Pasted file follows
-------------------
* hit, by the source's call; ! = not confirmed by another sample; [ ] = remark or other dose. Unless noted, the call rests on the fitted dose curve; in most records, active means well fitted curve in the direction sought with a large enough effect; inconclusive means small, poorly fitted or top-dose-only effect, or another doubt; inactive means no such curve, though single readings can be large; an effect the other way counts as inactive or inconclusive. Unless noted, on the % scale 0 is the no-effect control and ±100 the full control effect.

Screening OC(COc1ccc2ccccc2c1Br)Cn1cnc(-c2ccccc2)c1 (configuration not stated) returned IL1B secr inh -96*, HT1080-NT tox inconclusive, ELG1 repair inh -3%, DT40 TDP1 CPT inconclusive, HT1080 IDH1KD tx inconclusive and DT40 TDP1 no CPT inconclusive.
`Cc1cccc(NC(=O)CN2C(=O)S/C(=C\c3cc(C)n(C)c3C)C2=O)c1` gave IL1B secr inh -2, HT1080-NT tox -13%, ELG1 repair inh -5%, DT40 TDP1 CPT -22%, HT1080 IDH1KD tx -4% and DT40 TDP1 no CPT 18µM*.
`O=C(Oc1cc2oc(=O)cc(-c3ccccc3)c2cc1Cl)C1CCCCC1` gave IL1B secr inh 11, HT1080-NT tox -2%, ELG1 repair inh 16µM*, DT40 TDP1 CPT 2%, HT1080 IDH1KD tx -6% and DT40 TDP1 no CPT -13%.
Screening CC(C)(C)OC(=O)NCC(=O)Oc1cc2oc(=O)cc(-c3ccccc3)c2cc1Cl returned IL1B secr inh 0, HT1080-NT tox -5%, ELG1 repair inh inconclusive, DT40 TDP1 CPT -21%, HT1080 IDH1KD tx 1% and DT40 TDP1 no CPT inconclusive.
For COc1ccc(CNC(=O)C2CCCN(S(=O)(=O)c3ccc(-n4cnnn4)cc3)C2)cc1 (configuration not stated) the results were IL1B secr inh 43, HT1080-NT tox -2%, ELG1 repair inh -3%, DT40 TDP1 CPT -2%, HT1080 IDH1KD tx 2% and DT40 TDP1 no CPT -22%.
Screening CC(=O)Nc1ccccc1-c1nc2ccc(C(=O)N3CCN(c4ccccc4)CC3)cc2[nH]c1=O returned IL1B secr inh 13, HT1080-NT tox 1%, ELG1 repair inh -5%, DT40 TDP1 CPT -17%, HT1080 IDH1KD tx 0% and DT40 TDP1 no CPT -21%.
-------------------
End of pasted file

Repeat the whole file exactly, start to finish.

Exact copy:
* hit, by the source's call; ! = not confirmed by another sample; [ ] = remark or other dose. Unless noted, the call rests on the fitted dose curve; in most records, active means well fitted curve in the direction sought with a large enough effect; inconclusive means small, poorly fitted or top-dose-only effect, or another doubt; inactive means no such curve, though single readings can be large; an effect the other way counts as inactive or inconclusive. Unless noted, on the % scale 0 is the no-effect control and ±100 the full control effect.

Screening OC(COc1ccc2ccccc2c1Br)Cn1cnc(-c2ccccc2)c1 (configuration not stated) returned IL1B secr inh -96*, HT1080-NT tox inconclusive, ELG1 repair inh -3%, DT40 TDP1 CPT inconclusive, HT1080 IDH1KD tx inconclusive and DT40 TDP1 no CPT inconclusive.
`Cc1cccc(NC(=O)CN2C(=O)S/C(=C\c3cc(C)n(C)c3C)C2=O)c1` gave IL1B secr inh -2, HT1080-NT tox -13%, ELG1 repair inh -5%, DT40 TDP1 CPT -22%, HT1080 IDH1KD tx -4% and DT40 TDP1 no CPT 18µM*.
`O=C(Oc1cc2oc(=O)cc(-c3ccccc3)c2cc1Cl)C1CCCCC1` gave IL1B secr inh 11, HT1080-NT tox -2%, ELG1 repair inh 16µM*, DT40 TDP1 CPT 2%, HT1080 IDH1KD tx -6% and DT40 TDP1 no CPT -13%.
Screening CC(C)(C)OC(=O)NCC(=O)Oc1cc2oc(=O)cc(-c3ccccc3)c2cc1Cl returned IL1B secr inh 0, HT1080-NT tox -5%, ELG1 repair inh inconclusive, DT40 TDP1 CPT -21%, HT1080 IDH1KD tx 1% and DT40 TDP1 no CPT inconclusive.
For COc1ccc(CNC(=O)C2CCCN(S(=O)(=O)c3ccc(-n4cnnn4)cc3)C2)cc1 (configuration not stated) the results were IL1B secr inh 43, HT1080-NT tox -2%, ELG1 repair inh -3%, DT40 TDP1 CPT -2%, HT1080 IDH1KD tx 2% and DT40 TDP1 no CPT -22%.
Screening CC(=O)Nc1ccccc1-c1nc2ccc(C(=O)N3CCN(c4ccccc4)CC3)cc2[nH]c1=O returned IL1B secr inh 13, HT1080-NT tox 1%, ELG1 repair inh -5%, DT40 TDP1 CPT -17%, HT1080 IDH1KD tx 0% and DT40 TDP1 no CPT -21%.